So it’s been a while since I last posted– life’s been busy, and continues to be so. But that’s not what this post is for. Today, I’m popping up a little project I’ve been messing with in my spare time, as I have a need to have it actually posted somewhere.
So a little history: I’ve been playing Star Trek Online off and on since it was in beta, and recently I started getting extra-interested in getting a better feel for the systems in it– specifically various aspects of starship combat, which is my favorite part of the game. With this in mind and after deconstructing some Malifaux units for a Game Balance class last year, I started rummaging through the stats of various starship gear in STO, putting them in spreadsheets and working with the numbers to make some sense of how they compare to each other in ways generally felt to be important. I originally did this over a weekend, and occasionally pick it back up to make modifications and so on. This means it’s an ongoing project, but the current version of the spreadsheet is linked in the image caption above.
The major point of interest in this sheet is the Energy Effectiveness column and those for each damage type, which gives a sort of general idea of the effect a given weapon has on the game (IE: damage, with special effects like power loss expressed in terms of damage potential), divided by the amount of power drain that weapon places on the ship. Power drain was selected as a cost because energy credits largely cease to be a real issue at higher levels, and the shipboard power resources are usually what a captain is most concerned with at that point.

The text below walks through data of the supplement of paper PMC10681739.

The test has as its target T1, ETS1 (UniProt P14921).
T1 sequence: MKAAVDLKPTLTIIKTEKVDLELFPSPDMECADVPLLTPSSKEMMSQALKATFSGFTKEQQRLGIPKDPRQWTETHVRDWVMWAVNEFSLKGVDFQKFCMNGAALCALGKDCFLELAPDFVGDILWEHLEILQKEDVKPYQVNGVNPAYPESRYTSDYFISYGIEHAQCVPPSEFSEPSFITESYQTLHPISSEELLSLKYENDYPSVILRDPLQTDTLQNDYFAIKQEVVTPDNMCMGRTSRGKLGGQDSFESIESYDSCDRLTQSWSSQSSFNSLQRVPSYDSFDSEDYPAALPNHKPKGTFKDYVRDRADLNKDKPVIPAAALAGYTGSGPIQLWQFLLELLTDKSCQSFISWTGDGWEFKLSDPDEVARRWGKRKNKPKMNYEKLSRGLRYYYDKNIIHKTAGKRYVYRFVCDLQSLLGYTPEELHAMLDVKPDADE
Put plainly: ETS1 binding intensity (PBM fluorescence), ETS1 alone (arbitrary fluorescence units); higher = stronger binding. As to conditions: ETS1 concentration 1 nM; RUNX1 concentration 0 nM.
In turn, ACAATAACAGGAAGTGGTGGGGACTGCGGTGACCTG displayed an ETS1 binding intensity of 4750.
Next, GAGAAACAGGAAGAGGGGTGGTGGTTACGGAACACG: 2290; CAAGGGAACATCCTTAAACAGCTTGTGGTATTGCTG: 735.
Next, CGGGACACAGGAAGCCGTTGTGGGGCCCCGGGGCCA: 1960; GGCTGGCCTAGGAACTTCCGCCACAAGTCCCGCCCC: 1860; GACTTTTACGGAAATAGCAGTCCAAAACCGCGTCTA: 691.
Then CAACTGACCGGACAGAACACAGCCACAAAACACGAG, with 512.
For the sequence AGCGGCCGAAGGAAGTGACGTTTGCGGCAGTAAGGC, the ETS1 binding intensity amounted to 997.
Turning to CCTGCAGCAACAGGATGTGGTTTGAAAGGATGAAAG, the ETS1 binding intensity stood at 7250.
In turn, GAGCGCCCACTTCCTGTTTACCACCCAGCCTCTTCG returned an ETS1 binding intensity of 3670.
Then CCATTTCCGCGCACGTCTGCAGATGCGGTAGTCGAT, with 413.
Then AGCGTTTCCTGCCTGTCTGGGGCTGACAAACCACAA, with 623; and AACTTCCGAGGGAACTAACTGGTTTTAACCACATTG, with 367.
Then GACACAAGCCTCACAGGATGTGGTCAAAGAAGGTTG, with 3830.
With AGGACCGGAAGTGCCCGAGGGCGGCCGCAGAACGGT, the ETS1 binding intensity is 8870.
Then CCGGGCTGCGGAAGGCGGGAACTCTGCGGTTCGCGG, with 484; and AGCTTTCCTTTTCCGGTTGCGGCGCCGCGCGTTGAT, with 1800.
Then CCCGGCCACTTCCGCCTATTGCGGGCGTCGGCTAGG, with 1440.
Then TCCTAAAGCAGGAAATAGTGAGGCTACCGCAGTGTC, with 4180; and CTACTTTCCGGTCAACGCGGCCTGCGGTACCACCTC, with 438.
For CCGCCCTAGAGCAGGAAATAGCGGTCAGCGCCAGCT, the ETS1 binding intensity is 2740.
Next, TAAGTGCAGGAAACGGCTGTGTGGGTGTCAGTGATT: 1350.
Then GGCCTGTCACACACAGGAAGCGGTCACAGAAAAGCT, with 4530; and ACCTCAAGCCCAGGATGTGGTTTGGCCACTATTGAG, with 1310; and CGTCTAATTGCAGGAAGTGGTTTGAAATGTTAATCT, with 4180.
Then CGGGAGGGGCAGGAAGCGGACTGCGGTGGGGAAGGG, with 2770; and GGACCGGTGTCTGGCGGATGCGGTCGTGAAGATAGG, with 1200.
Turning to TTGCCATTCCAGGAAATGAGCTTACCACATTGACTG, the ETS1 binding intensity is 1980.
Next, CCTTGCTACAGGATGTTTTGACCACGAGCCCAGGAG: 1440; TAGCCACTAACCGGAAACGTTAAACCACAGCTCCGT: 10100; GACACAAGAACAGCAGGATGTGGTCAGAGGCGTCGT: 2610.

It’s important to note that this does not necessarily suggest that the most energy-effective weapon is always the best choice– it does, however, suggest that there are some definite preferred choices in situations where power drain is a major concern.
There’s also a few assumptions in place, like base ship stats, balanced power, and the notion that for the most part, you’d expect to be fighting stuff that is at the same level you are. Another issue is that in some cases, there was not enough damage to develop a solid mathematical basis for effectiveness, such as in the effect of auxiliary power shutdown/reduction.